common noun

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Related to common nouns: Collective nouns, proper nouns
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Antonyms for common noun

a noun that denotes any or all members of a class

References in periodicals archive ?
Linguistically it is utterly impossible to draw a sharp line of demarcation between proper names and common nouns.
This element can form a possessive construction in combination with common noun phrases, proper names, or pronouns but can never co-occur with the otherwise ubiquitous pronominal enclitics in its anaphoric function.
Tottering precariously on the edge of losing their identity to common usage, and shifting from proper nouns to common nouns, are Clorox, Day Glo, Formica, Tabasco and Frigidaire; who are close to joining lanolin, dry ice, linoleum and escalator products whose identities degenerated from proud trademarks to common nouns used to describe a host of like products.
It can also recognize many words, such as "Apple" or "Bush" to be either common nouns or proper names.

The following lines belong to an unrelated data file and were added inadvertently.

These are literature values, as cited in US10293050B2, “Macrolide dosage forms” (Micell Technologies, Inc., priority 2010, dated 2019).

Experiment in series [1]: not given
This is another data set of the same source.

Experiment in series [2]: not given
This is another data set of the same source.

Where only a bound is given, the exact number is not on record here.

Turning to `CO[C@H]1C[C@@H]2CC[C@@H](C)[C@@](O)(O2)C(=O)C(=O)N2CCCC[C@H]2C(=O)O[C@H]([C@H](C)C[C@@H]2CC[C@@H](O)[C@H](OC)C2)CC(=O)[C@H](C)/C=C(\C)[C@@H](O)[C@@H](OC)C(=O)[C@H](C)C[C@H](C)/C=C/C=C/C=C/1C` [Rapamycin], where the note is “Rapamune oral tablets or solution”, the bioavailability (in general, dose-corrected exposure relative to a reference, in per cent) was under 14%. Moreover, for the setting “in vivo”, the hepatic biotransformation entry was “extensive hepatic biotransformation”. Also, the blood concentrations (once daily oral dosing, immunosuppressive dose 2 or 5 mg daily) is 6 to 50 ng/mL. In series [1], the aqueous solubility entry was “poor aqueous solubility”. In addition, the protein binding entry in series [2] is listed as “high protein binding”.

German is a language in which pseudo-plurals can be found with many common nouns.
However, a number of common nouns referring to geographical features or buildings are often omitted when modified by a proper name, so that the NP now consists just of the proper noun.
Indeed Chierchia (1998b: 92) remarks that "[t]he idea that the extension of all common nouns is mass applies to them as they come out of the lexicon.
First, although homonymic proper nouns are rightly separated from common nouns (e.
Proper nouns, evoked by pictures of family, friends, and famous people, caused the men more difficulty than common nouns, tested with pictures of animals, fruits, vegetables, and tools.
During the study, the participants took tests of immediate and delayed recall of 10 common nouns including hotel, river, tree, skin, gold, village, baby and table.
None of these results is statistically significant, which means that the subjects do not treat common nouns and names differently from the point of view of stress.
The majority of countable nouns can be easily distinguished in the texts: they are common nouns, which have both singular and plural forms.
Most reconstructed Iranian forms are set in roman, but most other Iranian proper nouns and most Iranian common nouns are set in italic, whether transliterated or normalized.
All participants viewed a sequence of 40 common nouns on a computer screen and decided whether each word fit sensibly into a corresponding incomplete sentence.